MIRROR SOLUTIONS FOR HIRING
So that’s 10 of the 20 big bad black marks that can tarnish an employers ‘employer brand’. However, given some consideration from the candidate’s point of view (who is, in effect, the customer of your hiring process), there are some easy fixes. So let’s re-write the story below:
1 Do away with application forms, they’re antiquated and universally hated. If you really need one completed for compliance, make it a simple one and just have the successful candidate complete it upon acceptance of offer.
2 Discourage lengthy cover letters and merely ask for a few details. It saves candidates’ time and makes them more likely to apply.
3 Keep your recruitment process as short as possible to keep engagement high, minimise drop-outs and create a professional impression of your organisation.
4 If several interviews or stages are required, plan the process and compress it where possible. Is it really too hard to have one manager coordinate handover for a second interview to another manager in one visit, if the candidate is a real winner?
5 Be flexible in respect to process and timings. This may not be required but just to be able to offer an out-of-hours appointment creates massive goodwill and may allow you a better pick of candidates. A post went viral recently of a Hiring Manager reassuring applicants that if they had to bring a child to the interview, this would not be a negative. That kind of attitude is employer branding gold!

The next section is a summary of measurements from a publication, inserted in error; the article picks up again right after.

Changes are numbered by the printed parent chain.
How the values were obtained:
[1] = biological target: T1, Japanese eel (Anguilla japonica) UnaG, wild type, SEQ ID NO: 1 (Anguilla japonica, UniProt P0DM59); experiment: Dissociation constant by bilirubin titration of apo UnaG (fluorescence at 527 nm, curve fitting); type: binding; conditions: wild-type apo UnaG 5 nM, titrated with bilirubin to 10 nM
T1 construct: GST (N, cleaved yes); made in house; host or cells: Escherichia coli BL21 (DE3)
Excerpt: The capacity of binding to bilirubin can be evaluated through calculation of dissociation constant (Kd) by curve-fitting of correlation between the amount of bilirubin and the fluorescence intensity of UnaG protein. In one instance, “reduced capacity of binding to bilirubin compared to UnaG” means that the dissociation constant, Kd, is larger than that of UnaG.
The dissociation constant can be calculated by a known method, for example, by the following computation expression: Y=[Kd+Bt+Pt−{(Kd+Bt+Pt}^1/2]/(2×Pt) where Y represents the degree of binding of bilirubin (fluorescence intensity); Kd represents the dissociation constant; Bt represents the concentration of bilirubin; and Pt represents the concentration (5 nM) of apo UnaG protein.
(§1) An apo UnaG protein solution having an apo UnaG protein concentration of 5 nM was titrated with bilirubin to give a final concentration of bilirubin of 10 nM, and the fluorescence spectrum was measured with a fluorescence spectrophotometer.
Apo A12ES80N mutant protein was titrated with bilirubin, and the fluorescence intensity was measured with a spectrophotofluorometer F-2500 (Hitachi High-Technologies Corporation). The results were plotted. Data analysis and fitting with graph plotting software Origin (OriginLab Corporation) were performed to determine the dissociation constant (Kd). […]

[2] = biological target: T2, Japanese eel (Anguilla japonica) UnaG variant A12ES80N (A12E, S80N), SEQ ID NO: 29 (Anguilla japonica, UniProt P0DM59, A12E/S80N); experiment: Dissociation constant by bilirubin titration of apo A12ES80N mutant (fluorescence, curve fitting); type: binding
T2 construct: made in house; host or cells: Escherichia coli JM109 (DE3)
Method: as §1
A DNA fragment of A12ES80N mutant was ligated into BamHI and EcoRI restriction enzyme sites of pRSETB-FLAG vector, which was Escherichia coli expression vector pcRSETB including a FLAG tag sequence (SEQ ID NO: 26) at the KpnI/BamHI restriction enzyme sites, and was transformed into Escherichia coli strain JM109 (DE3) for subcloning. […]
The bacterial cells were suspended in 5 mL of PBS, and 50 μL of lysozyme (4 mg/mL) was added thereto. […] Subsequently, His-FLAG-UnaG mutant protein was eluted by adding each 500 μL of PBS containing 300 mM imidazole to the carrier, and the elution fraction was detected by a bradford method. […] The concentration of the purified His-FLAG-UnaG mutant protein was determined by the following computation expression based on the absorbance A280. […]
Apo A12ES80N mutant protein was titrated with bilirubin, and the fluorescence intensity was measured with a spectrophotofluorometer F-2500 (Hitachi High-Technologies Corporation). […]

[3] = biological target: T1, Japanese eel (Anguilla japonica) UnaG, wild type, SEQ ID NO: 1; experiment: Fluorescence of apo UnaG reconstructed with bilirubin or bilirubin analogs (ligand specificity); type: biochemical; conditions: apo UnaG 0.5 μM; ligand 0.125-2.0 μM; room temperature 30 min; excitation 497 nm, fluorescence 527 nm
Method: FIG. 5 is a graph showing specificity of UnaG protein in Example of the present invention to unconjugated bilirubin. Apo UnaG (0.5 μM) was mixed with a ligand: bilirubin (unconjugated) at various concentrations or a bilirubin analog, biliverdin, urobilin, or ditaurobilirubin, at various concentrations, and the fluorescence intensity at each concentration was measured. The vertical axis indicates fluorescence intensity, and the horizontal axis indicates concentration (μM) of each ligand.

6 Limit time and work that a candidates are required to put into the process – especially if an offer still isn’t likely. Think of how the unsuccessful candidates feel and how they will relay the story to friends and family.
7 Hold yourselves accountable to the same expectations of communications that you will expect from the candidate. This can be with regards to being professional, timely detailed correspondence regarding interviews including, directions and preparation and contact details.
8 Always give interview feedback. Just do.
9 Avoid cancellations which typically cause difficulties for candidates who have booked time off. Try and eliminate no-shows entirely by having proper appointment system with contingency plans in place.
10 Empathise with the stress a candidate undergoes in attending an interview and appreciate they may be on a tight schedule. Do make arrangements for them to be greeted quickly and seen on time. Yes even booking the room in advance rather than roaming the halls looking for one with the candidate.